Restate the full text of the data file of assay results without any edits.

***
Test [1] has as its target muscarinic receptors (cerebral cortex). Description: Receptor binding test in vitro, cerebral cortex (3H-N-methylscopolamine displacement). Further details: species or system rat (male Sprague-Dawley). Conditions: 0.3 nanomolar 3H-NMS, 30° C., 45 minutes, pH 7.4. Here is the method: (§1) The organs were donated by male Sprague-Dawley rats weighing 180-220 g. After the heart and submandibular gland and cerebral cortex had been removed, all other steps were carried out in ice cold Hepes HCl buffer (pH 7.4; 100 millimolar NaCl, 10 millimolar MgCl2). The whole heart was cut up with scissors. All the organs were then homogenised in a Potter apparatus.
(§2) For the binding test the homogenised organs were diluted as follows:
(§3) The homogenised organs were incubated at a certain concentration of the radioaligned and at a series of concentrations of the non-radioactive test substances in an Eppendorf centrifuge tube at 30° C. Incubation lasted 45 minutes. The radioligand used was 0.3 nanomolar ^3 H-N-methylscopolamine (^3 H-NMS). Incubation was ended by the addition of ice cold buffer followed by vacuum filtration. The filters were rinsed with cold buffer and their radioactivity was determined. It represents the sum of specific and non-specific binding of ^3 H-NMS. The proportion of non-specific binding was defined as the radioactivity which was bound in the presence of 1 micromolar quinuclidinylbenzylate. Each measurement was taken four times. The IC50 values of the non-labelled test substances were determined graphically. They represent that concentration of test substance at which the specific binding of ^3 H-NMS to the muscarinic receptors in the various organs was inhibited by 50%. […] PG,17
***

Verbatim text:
Test [1] has as its target muscarinic receptors (cerebral cortex). Description: Receptor binding test in vitro, cerebral cortex (3H-N-methylscopolamine displacement). Further details: species or system rat (male Sprague-Dawley). Conditions: 0.3 nanomolar 3H-NMS, 30° C., 45 minutes, pH 7.4. Here is the method: (§1) The organs were donated by male Sprague-Dawley rats weighing 180-220 g. After the heart and submandibular gland and cerebral cortex had been removed, all other steps were carried out in ice cold Hepes HCl buffer (pH 7.4; 100 millimolar NaCl, 10 millimolar MgCl2). The whole heart was cut up with scissors. All the organs were then homogenised in a Potter apparatus.
(§2) For the binding test the homogenised organs were diluted as follows:
(§3) The homogenised organs were incubated at a certain concentration of the radioaligned and at a series of concentrations of the non-radioactive test substances in an Eppendorf centrifuge tube at 30° C. Incubation lasted 45 minutes. The radioligand used was 0.3 nanomolar ^3 H-N-methylscopolamine (^3 H-NMS). Incubation was ended by the addition of ice cold buffer followed by vacuum filtration. The filters were rinsed with cold buffer and their radioactivity was determined. It represents the sum of specific and non-specific binding of ^3 H-NMS. The proportion of non-specific binding was defined as the radioactivity which was bound in the presence of 1 micromolar quinuclidinylbenzylate. Each measurement was taken four times. The IC50 values of the non-labelled test substances were determined graphically. They represent that concentration of test substance at which the specific binding of ^3 H-NMS to the muscarinic receptors in the various organs was inhibited by 50%. […] PG,17